Fairtrade Rolls Out New Risk Map

Published on:
by KnowESG

The tool is used to identify and analyse potential risks associated with human rights and the environment in the commodities and countries where Fairtrade operates. By highlighting these root causes, the tool can help promote a more thorough risk assessment and encourage collaboration with farmers and workers to create sustainable supply chains.

Fairtrade's new risk map will help stop the widespread human rights violations and damage to the environment that happen in global supply chains. It does this by identifying and showing the biggest risks in the areas where Fairtrade works.

The map takes into account factors such as commodity, geography, and organisational impacts on people and the environment and helps understand how these risks are interconnected with root causes such as poverty, inequality, and exploitation.

The Fairtrade risk map currently covers coffee, cocoa, bananas, wine grapes, and honey, but it will be expanded to include more products in the near future.

The map is the result of a collaborative effort, utilising dialogue and participatory processes. The input was gathered from farmer cooperatives, workers, plantation management, Fairtrade staff from six continents, and external experts.

“Fairtrade has been a pioneer in advancing human rights in business for more than 30 years. Due diligence must not be just about internal processes and requirements for business partners, it needs to be about dialogue, collaboration, and changing one’s own practices to improve people’s lives and protect the environment," said Fairtrade’s Business and Human Rights Director Tytti Nahi.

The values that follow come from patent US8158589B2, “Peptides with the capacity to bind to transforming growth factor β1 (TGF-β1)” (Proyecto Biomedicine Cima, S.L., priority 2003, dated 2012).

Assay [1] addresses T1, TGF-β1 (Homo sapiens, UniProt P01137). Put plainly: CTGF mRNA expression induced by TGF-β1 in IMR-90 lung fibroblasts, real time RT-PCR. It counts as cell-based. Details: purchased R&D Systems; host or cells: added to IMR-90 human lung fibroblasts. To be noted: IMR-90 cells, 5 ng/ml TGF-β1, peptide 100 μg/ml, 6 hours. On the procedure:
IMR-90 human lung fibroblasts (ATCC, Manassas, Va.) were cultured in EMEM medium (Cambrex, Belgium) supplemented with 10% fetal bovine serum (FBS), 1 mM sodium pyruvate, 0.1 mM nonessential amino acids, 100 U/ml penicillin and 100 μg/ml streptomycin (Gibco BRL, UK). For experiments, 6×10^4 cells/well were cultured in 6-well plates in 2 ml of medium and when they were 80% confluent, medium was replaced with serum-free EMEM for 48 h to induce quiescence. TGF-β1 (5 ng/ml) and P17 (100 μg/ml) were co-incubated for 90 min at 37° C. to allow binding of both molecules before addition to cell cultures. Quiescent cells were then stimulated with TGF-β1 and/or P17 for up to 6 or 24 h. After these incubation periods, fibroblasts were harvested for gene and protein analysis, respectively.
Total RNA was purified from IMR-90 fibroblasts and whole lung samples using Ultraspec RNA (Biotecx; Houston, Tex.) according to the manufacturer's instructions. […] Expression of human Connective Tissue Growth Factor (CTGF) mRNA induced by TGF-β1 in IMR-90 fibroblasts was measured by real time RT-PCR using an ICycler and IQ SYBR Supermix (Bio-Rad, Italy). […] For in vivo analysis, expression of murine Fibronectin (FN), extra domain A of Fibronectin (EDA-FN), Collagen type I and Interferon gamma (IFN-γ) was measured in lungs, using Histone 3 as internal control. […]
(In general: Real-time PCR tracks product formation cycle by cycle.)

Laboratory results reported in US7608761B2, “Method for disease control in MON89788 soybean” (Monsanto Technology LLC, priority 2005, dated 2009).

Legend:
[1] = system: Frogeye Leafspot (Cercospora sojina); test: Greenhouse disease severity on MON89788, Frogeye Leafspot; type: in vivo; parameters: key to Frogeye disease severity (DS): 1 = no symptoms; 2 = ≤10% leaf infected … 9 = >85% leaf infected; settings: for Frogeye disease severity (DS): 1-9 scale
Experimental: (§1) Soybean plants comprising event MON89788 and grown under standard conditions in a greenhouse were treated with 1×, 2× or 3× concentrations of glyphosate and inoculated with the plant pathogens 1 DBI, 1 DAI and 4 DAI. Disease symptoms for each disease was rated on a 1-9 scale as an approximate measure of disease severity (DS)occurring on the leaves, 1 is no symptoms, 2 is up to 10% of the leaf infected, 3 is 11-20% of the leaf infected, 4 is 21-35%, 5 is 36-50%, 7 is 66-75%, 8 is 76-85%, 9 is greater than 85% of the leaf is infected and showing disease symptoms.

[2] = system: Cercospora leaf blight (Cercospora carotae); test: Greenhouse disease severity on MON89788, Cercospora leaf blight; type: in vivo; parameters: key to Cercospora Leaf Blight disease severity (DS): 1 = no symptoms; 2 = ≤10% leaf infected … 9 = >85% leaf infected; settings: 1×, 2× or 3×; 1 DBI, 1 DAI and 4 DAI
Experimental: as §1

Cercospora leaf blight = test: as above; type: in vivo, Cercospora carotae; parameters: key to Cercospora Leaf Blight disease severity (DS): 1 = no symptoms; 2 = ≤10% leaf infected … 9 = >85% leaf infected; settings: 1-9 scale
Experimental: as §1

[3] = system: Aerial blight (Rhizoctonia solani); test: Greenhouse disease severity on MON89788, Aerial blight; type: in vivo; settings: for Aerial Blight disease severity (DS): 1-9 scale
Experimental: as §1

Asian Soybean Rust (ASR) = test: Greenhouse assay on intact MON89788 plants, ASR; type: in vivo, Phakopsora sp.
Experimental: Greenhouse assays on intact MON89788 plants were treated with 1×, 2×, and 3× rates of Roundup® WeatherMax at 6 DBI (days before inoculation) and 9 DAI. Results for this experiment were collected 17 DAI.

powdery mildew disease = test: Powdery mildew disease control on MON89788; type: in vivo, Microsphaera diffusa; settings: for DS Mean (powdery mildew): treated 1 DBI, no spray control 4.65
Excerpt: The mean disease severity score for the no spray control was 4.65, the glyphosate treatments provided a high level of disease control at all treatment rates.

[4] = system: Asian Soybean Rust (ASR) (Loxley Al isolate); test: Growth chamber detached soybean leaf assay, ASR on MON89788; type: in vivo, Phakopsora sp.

“The risk map can facilitate a transparent dialogue between supply chain actors and help companies build effective responses to address the greatest risks, avoiding further harm to farming communities and the planet," said Marike de Peña, President of the Fairtrade Producer Network for Latin America and the Caribbean CLAC.

The Fairtrade risk map is designed to support all actors in global value chains in their risk assessments, from farmer and worker organisations to retailers and brands. The map particularly helps European companies, which have increasing legal obligations to carry out such risk assessments and prevent, mitigate, and remediate the greatest risks in their supply chains.

The tool provides detailed information to support solution-oriented dialogue and collaboration between all actors in a supply chain and offers businesses valuable insight into where to direct their sustainability efforts and support. It also helps them understand and identify the human rights and environmental risks in the sectors where they operate and allows them to take effective steps to address those risks.

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Source: Fairtrade


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